The Elements of Story

By November 15, 2016Story, Uncategorized

Last week we talked about how stories can be an effective marketing tool to communicate who you are, what you do and why your target market should care. How to tell your story can be confusing, so let’s take a closer look at what a story is and why it moves people to action.

Once Upon a Time

A story has a series of events, but that’s not what a story is. This is an important differentiation because distilling everything down to a chronology takes the wind out of the sails of your story. This is why we read the book in English class instead of running through the CliffsNotes. Imagine if I told you the story of Hamlet like this.

  1. Hamlet sees the ghost of his dead father.
  2. He watches a play
  3. Acts like a crazy person
  4. Yells at his mother
  5. Kills his girlfriend’s father
  6. Goes to England.
  7. His girlfriend kills herself.
  8. Hamlet comes back and fences with his girlfriend’s brother.
  9. Everybody dies.

The end.

Technically this is what happens in Hamlet, but this isn’t the story. Had Shakespeare simply cataloged the events, we wouldn’t be producing  the play 500 years later. So what story are you telling in your marketing?

Imagine if my marketing went like this:

  1. I moved to Seattle.
  2. I started a business.
  3. I sold printers.

The end.

You’ll notice everybody lives in my chronology, but that’s not enough to make up for what it lacks. Hamlet and other enduring stories, like them or not, endure because of their elements, the stuff beyond their events. These elements range from language to historical relevance to characterization, but one of the central elements which takes a chronology and turns it into a story is change.

The Power of Change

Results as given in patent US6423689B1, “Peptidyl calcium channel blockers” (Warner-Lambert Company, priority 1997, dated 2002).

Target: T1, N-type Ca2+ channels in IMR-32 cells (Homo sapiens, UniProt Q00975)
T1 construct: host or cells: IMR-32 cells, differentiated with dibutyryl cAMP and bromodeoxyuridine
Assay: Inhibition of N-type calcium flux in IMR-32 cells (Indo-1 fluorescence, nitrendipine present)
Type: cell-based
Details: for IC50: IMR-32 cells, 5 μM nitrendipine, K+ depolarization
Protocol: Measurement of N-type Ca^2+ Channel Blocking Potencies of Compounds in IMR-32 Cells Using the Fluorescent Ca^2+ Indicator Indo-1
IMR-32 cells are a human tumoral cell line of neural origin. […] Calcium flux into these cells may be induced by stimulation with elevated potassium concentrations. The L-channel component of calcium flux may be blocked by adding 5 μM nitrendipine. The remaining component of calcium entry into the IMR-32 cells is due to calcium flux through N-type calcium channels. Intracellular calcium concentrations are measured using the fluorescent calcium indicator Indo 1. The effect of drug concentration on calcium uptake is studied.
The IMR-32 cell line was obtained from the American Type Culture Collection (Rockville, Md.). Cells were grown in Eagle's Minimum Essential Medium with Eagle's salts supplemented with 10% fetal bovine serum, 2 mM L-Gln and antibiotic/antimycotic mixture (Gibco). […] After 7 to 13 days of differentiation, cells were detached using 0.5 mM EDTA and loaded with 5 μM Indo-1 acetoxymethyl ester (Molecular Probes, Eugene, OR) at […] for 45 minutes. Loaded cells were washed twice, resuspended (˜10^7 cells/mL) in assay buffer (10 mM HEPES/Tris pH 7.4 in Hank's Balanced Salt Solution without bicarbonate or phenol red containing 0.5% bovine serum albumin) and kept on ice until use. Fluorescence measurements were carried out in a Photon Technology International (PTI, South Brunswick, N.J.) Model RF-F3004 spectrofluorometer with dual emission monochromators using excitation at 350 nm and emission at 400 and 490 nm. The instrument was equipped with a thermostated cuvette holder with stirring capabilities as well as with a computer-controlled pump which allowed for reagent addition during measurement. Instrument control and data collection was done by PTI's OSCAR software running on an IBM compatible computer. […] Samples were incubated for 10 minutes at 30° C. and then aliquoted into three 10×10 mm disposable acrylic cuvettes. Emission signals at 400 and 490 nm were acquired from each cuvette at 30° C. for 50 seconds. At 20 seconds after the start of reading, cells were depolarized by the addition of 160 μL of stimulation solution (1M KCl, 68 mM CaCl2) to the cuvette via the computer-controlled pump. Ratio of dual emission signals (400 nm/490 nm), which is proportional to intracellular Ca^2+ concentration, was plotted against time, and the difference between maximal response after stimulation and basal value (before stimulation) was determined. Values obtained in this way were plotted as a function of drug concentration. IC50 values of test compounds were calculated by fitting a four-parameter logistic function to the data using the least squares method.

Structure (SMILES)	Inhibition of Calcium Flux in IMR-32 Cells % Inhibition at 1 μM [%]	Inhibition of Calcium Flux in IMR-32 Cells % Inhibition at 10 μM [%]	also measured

This one thing will alter how you tell your story because people want to hear about the day everything changed and the character who changed in turn. Brian McDonald has taught storytellers at Pixar, Disney Feature Animation and Lucasfilm’s Industrial Light & Magic how to tell a story. According to him, great stories follow a simple but specific structure and that structure always involves change.

Think about what you’re selling, and the change you want to illustrate should be clear. What were things like before a client came to you and how did your product or service change that? Telling the stories of your clients is incredibly effective. You can focus on the amazing work your client does and highlight your expertise without being salesy. Upon hearing the story of your client’s transformation your audience will see how effective you are at what you do. In a world where pushy advertising repels leads, storytelling offers a strong and attractive method for marketers.

Most companies sell facts and features. Great companies sell stories. No matter what changes affect an industry, technology, economy, business model, whatever—stories will always be the heart of effective marketing.

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